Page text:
2. discourse competence

concerns mastery of how to combine grammatical forms and meanings to achieve a unified spoken or written text in different genres

3. sociolinguistic competence

addresses the extent to which utterances are produced and understood appropriately in different sociolinguistic contexts depending on contextual factors

4. strategic competence

is composed of mastery of verbal and non-verbal communication strategies that may be called into action for two main reasons: (a) to compensate for breakdowns in communication due to limiting conditions in actual communication or to insufficient competence in one or more of the other areas of communicative competence; and (b) to enhance the effectiveness of communication Savignon (1983) interactional approach
the development of learners' communicative competence is defined as "expression, interpretation, and negotiation of meaning involving interaction between two or more persons or between one person and a written or oral text".
The central characteristics of competence in communication are associated with:
1. the dynamic, interpersonal nature of communicative competence and its dependence on the negotiation of meaning between two or more persons who share to some degree the same symbolic system
2. its application to both spoken and written language as well as to many other symbolic systems
3. the role of context in determining a specific communicative competence, the infinite variety of situations in which communication takes place, and the dependence of success in a particular role on one's understanding of the context and on prior experience of a similar kind
4. communicative competence as a relative, not absolute, concept, one dependent on the cooperation of all participants, a situation which makes it reasonable to speak of degrees of communicative competence. Bachman (1990) TREE MODEL of COMMUNICATIVE COMPETENCE
1. Language Competence
a. Organizational Competence
(i) grammatical competence
(II) textual competence
+ cohesion/coherence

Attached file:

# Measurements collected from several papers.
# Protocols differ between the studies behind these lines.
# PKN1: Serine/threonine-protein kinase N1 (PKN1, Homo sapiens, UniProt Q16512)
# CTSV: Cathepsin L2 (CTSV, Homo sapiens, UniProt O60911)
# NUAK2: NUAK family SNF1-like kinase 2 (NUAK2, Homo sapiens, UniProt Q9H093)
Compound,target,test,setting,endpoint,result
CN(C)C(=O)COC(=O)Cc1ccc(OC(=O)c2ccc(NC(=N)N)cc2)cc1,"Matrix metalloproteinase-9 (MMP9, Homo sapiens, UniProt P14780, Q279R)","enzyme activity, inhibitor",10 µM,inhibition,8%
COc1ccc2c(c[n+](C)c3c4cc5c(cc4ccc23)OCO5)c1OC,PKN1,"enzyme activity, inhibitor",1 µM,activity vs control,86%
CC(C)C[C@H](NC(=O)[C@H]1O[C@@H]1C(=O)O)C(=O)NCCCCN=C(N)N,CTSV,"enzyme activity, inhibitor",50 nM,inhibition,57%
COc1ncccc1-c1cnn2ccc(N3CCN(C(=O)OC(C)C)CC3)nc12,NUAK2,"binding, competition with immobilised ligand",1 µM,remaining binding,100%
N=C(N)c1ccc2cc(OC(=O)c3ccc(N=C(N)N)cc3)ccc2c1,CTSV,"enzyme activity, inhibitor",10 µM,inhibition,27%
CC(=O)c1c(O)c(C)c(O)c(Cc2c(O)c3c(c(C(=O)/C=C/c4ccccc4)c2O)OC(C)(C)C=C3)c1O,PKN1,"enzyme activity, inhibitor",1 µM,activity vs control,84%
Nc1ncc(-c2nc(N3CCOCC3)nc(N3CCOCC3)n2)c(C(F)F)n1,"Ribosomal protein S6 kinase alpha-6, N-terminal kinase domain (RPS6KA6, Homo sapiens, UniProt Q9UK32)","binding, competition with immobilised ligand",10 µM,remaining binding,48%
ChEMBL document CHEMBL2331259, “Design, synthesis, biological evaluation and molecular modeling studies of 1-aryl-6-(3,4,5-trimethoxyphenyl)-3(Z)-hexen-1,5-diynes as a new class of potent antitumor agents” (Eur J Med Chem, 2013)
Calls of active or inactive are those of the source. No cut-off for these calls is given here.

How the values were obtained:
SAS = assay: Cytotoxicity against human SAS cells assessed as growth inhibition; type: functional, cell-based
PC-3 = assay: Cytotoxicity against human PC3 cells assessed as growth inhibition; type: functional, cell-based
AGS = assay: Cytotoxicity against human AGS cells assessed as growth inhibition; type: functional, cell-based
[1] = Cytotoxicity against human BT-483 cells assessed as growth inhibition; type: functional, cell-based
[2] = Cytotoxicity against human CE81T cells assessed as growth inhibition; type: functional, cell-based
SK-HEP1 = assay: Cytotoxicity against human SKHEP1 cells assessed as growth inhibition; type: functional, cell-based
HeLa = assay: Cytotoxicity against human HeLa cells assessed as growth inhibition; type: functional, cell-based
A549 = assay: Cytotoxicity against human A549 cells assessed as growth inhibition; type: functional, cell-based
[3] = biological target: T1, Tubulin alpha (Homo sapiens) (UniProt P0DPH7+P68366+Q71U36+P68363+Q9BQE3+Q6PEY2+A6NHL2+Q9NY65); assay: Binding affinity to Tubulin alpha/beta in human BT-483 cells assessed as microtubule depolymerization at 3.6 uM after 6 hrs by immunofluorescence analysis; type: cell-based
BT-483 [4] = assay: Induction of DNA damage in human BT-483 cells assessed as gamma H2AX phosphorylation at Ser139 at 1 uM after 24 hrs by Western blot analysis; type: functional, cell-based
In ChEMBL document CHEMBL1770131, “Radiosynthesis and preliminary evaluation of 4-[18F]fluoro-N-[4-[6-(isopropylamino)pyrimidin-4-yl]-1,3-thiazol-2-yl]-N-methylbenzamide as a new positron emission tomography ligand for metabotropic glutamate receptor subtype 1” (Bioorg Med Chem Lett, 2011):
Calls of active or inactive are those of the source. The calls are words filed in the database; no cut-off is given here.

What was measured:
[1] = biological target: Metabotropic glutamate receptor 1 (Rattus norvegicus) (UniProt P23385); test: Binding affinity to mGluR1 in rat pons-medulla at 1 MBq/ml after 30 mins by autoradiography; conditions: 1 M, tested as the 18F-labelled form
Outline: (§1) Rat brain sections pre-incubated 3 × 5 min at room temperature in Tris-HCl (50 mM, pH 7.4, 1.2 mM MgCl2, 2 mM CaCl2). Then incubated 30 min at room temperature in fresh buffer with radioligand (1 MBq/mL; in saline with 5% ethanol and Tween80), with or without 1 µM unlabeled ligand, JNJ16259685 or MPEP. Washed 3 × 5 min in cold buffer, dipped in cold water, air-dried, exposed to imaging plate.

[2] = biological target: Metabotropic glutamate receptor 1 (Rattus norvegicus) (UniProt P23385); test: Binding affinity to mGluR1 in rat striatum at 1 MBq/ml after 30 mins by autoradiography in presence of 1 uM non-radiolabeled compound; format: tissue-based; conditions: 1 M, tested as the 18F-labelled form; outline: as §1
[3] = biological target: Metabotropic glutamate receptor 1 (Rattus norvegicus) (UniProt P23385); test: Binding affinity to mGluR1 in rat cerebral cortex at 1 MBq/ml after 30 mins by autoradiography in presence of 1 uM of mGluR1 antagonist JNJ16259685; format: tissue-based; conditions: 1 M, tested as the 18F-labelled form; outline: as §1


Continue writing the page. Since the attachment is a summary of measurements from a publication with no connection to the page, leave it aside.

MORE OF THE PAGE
+ conversational analysis
Grice (1975), Sinclair and Coulthard (1975), Hatch (1978), Hatch and Long (1980), Richards and Schmidt (1983)
b. Pragmatic Competence
(i) illocutionary competence
+ speech acts
Austin (1962), Searle (1969)
+ language functions
Halliday (1973) macro- and micro-functions
(ii) sociolinguistic competence
sensitivity to differences in (a) dialects, or varieties, (b) register, (c) naturalness
ability to interpret cultural references and figures of speech
2. Strategic Competence
pointing out that Canale and Swain's model did not describe the mechanisms by which strategic competence operates.
referred to Faerch and Kasper (1983)'s view on strategic competence
+ interactional view --- CS functions as compensation for communication breakdowns
psycholinguistic view --- enhance rhetorical effect of utterances
+ Faerch and Kasper (1983) drew on the psycholinguistic work (Clark and Clark 1977) and described two phases of communication strategy, which is (a) planning and (b) execution
three phases (Bachman added assessment phase to F and K's model)
(1) assessment
(2) planning
(3) execution
3. Psychophysiological Mechanisms
channel --- visual/auditory
mode --- productive/receptive Applications of the concept of communicative competence to language teaching STERN RIVERS Aspects of Language Study and Practice Structural Functional Sociocultural Use in Authentic Context Experimental Skills-getting Cognition Production
PseudoCommunication Perception Abstraction Articulation Construction Skill-using Interaction Reception Expression MOTIVATION TO
COMMUNICATE ? What is your understanding of the concept of communicative competence and do you wish to apply it? ? 'the ability to communicate in a personally effective and socially appropriate manner'. Trenholm & Jensen 1988)